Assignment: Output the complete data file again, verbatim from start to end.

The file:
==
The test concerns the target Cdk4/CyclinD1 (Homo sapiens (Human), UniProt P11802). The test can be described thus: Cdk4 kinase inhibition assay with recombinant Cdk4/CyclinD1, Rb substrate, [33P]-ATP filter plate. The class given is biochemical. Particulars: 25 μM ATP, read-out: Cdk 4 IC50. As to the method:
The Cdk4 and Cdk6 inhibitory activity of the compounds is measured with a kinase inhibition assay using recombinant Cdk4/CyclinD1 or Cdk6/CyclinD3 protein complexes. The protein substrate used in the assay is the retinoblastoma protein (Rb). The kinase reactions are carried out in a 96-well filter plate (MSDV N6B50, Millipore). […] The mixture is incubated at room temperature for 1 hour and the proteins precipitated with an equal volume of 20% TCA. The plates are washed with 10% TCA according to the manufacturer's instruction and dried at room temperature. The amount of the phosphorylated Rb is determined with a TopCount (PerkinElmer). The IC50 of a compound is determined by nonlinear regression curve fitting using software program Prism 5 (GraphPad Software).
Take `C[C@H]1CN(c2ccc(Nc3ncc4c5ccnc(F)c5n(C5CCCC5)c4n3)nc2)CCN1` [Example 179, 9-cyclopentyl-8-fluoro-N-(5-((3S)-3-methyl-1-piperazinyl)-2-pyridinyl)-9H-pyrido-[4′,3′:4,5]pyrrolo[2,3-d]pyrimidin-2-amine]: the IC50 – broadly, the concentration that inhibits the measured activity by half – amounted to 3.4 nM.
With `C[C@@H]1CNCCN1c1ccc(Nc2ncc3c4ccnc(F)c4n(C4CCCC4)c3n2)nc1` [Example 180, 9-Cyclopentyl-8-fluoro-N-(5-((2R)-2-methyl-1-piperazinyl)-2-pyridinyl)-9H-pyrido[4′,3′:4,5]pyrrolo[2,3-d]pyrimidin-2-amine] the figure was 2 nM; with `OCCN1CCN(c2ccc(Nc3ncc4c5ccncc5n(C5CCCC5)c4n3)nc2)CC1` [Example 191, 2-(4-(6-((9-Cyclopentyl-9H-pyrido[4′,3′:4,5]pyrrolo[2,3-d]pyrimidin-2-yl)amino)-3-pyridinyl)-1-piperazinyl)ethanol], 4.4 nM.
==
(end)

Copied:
The test concerns the target Cdk4/CyclinD1 (Homo sapiens (Human), UniProt P11802). The test can be described thus: Cdk4 kinase inhibition assay with recombinant Cdk4/CyclinD1, Rb substrate, [33P]-ATP filter plate. The class given is biochemical. Particulars: 25 μM ATP, read-out: Cdk 4 IC50. As to the method:
The Cdk4 and Cdk6 inhibitory activity of the compounds is measured with a kinase inhibition assay using recombinant Cdk4/CyclinD1 or Cdk6/CyclinD3 protein complexes. The protein substrate used in the assay is the retinoblastoma protein (Rb). The kinase reactions are carried out in a 96-well filter plate (MSDV N6B50, Millipore). […] The mixture is incubated at room temperature for 1 hour and the proteins precipitated with an equal volume of 20% TCA. The plates are washed with 10% TCA according to the manufacturer's instruction and dried at room temperature. The amount of the phosphorylated Rb is determined with a TopCount (PerkinElmer). The IC50 of a compound is determined by nonlinear regression curve fitting using software program Prism 5 (GraphPad Software).
Take `C[C@H]1CN(c2ccc(Nc3ncc4c5ccnc(F)c5n(C5CCCC5)c4n3)nc2)CCN1` [Example 179, 9-cyclopentyl-8-fluoro-N-(5-((3S)-3-methyl-1-piperazinyl)-2-pyridinyl)-9H-pyrido-[4′,3′:4,5]pyrrolo[2,3-d]pyrimidin-2-amine]: the IC50 – broadly, the concentration that inhibits the measured activity by half – amounted to 3.4 nM.
With `C[C@@H]1CNCCN1c1ccc(Nc2ncc3c4ccnc(F)c4n(C4CCCC4)c3n2)nc1` [Example 180, 9-Cyclopentyl-8-fluoro-N-(5-((2R)-2-methyl-1-piperazinyl)-2-pyridinyl)-9H-pyrido[4′,3′:4,5]pyrrolo[2,3-d]pyrimidin-2-amine] the figure was 2 nM; with `OCCN1CCN(c2ccc(Nc3ncc4c5ccncc5n(C5CCCC5)c4n3)nc2)CC1` [Example 191, 2-(4-(6-((9-Cyclopentyl-9H-pyrido[4′,3′:4,5]pyrrolo[2,3-d]pyrimidin-2-yl)amino)-3-pyridinyl)-1-piperazinyl)ethanol], 4.4 nM.